Zug councillor faces embezzlement inquiry
Malcolm Curtis · 29 Nov 2012, 10:22
Published: 29 Nov 2012 10:22 GMT+01:00
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Law enforcement officials have confirmed that Romer, a 48-year-old member of the Liberal party (FDP), is under suspicion for his management of an individual’s estate and not for activities related to his political office.
Marcel Schlatter, spokesman for Zug’s justice department, told the Neue Luzerner Zeitung newspaper that a “criminal case (has been launched) against Ivo Romer for fraud and dishonest business practices”.
However, Schlatter added that at this point there is a “presumption of innocence” in the matter until proven otherwise.
The Weltwoche journal first reported that police had made searches in three locations in Zug on October 26th in connection with the Romer case.
The searches of a private apartment, the offices of Fidustra SA and a government office were made to gather information regarding Romer’s financial activities.
Police were contacted after relatives of Alice Erika de Beaufort-Bubeck sought the advice of a Zurich lawyer regarding the disappearance of money from the late woman’s estate.
Welwoche reported that Romer, a financial adviser, was charged in April with various offences including falsifying documents, money laundering and embezzlement of several million francs from De Beaufort-Buback.
The journal reports that that Romer provided financial advice for the elderly woman who moved to Zug in 2000 after the death of her husband.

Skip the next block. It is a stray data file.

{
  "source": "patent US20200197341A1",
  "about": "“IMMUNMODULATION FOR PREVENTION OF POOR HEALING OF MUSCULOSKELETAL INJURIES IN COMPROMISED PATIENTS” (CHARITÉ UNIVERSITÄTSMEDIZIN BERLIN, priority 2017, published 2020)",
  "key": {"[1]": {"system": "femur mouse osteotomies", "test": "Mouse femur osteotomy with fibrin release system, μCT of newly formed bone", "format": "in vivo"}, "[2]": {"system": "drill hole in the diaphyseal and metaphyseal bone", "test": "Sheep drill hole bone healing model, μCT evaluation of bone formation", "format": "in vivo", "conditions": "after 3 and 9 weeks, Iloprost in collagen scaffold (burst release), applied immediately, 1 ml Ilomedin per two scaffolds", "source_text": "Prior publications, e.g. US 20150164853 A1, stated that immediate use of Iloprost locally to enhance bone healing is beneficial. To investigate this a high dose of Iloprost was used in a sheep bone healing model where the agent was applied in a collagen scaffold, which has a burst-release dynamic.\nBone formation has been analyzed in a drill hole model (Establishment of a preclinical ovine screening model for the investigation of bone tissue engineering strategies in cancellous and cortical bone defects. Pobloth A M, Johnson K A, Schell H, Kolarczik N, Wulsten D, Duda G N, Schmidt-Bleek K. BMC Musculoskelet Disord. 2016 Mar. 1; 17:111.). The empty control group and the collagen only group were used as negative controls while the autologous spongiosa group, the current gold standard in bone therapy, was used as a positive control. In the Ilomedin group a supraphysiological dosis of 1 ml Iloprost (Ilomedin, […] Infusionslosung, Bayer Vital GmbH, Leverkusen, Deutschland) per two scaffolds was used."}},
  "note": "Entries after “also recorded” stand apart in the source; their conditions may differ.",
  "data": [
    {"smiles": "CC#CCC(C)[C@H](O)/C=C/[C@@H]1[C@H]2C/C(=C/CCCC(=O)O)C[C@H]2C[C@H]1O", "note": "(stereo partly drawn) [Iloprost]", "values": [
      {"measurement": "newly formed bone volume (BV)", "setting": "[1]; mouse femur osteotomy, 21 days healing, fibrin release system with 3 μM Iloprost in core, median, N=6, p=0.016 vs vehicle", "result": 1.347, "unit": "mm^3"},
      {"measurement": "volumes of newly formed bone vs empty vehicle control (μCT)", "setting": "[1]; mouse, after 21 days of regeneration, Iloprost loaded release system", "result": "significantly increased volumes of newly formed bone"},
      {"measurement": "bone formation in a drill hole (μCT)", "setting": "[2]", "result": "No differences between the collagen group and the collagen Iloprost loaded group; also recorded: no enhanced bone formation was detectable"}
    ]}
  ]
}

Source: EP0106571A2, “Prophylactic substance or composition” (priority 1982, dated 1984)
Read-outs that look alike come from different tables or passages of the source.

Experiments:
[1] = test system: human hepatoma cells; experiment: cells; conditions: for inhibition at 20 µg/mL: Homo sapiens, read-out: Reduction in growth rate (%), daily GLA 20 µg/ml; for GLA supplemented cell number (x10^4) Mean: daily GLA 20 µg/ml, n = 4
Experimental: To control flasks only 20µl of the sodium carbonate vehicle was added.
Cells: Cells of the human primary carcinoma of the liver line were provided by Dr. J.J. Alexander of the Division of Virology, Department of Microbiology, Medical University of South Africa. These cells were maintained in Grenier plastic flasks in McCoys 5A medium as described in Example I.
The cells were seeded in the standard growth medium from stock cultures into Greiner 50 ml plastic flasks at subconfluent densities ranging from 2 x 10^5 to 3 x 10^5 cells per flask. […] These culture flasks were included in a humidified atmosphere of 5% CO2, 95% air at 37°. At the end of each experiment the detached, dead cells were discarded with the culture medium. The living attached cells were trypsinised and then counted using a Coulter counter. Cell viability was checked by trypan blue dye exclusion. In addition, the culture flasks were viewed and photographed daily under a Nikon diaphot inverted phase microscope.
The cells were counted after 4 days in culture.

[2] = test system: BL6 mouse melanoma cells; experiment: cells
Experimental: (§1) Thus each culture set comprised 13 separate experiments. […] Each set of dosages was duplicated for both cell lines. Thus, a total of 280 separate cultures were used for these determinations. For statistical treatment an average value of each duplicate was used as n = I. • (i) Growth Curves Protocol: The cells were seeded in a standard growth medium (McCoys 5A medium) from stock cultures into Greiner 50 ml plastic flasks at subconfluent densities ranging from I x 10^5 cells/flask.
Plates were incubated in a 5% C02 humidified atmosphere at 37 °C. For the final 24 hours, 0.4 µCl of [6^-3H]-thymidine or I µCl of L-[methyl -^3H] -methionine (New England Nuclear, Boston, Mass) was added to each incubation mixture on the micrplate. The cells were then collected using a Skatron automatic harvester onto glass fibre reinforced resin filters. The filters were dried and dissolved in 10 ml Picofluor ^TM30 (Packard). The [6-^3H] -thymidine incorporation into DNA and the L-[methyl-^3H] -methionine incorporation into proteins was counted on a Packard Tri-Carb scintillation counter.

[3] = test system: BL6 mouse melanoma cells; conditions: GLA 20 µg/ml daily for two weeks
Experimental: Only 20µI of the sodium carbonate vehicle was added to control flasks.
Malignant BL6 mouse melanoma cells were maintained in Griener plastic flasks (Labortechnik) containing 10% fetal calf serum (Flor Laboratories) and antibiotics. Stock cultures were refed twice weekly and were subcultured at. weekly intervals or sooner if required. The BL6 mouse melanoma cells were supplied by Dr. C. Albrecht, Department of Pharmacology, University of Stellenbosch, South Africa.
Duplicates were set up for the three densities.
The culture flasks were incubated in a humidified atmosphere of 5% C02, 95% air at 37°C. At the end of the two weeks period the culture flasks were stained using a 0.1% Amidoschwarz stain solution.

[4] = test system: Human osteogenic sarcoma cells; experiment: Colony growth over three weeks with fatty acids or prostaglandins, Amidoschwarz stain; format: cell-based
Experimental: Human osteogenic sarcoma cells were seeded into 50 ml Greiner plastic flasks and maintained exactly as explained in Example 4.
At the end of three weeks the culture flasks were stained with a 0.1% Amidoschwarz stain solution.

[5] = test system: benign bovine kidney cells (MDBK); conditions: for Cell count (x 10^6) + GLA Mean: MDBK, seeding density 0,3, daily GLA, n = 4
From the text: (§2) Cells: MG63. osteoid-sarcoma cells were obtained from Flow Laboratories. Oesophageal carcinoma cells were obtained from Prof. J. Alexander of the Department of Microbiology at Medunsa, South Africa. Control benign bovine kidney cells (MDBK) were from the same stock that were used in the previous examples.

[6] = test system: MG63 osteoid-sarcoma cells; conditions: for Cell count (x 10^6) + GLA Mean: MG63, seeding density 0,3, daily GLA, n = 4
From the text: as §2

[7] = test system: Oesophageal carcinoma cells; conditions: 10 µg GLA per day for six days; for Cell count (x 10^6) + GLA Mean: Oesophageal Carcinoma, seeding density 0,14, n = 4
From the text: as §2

When she died in 2010 at the age of 95 she had less than 20,000 francs in her bank account, which held a balance of more than 6.8 million francs in 2004, Weltwoche said.
Some of the money was used for renovations of the woman’s family home, while other amounts went to a foundation, of which Romer was a trustee, the journal reported.
But it alleges that the councillor “plundered” the woman’s account for his own use.
Romer earlier denied any wrongdoing when rumours of the case emerged earlier.
He “totally rejected the accusations”, referring to the allegations as “totally without foundation” and "amounting to defamation”.
The case is reminiscent of charges laid against Bruno Zuppiger, a former MP from Zurich and a member of the Swiss People's Party (SVP).
Zuppiger was also accused of embezzlement and dishonest management in a case set to go to court on January 16th.